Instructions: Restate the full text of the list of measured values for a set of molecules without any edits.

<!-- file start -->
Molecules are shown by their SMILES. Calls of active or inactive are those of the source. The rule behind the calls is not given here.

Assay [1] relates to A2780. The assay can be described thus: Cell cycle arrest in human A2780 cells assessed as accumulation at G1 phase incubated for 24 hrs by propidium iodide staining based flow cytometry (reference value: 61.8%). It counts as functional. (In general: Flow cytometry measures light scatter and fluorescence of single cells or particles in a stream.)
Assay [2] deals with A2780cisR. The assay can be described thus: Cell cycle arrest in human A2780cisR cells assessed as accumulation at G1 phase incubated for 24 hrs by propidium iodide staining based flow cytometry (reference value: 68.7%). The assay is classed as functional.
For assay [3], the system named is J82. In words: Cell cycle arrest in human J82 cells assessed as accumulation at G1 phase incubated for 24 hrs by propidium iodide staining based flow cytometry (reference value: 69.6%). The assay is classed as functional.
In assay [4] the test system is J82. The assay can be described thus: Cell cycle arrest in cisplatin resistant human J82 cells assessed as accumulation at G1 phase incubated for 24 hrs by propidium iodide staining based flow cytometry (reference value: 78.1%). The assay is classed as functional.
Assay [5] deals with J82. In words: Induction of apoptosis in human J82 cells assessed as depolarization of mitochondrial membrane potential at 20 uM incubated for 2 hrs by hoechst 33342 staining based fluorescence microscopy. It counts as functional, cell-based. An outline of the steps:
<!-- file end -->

Molecules are shown by their SMILES. Calls of active or inactive are those of the source. The rule behind the calls is not given here.

Assay [1] relates to A2780. The assay can be described thus: Cell cycle arrest in human A2780 cells assessed as accumulation at G1 phase incubated for 24 hrs by propidium iodide staining based flow cytometry (reference value: 61.8%). It counts as functional. (In general: Flow cytometry measures light scatter and fluorescence of single cells or particles in a stream.)
Assay [2] deals with A2780cisR. The assay can be described thus: Cell cycle arrest in human A2780cisR cells assessed as accumulation at G1 phase incubated for 24 hrs by propidium iodide staining based flow cytometry (reference value: 68.7%). The assay is classed as functional.
For assay [3], the system named is J82. In words: Cell cycle arrest in human J82 cells assessed as accumulation at G1 phase incubated for 24 hrs by propidium iodide staining based flow cytometry (reference value: 69.6%). The assay is classed as functional.
In assay [4] the test system is J82. The assay can be described thus: Cell cycle arrest in cisplatin resistant human J82 cells assessed as accumulation at G1 phase incubated for 24 hrs by propidium iodide staining based flow cytometry (reference value: 78.1%). The assay is classed as functional.
Assay [5] deals with J82. In words: Induction of apoptosis in human J82 cells assessed as depolarization of mitochondrial membrane potential at 20 uM incubated for 2 hrs by hoechst 33342 staining based fluorescence microscopy. It counts as functional, cell-based. An outline of the steps: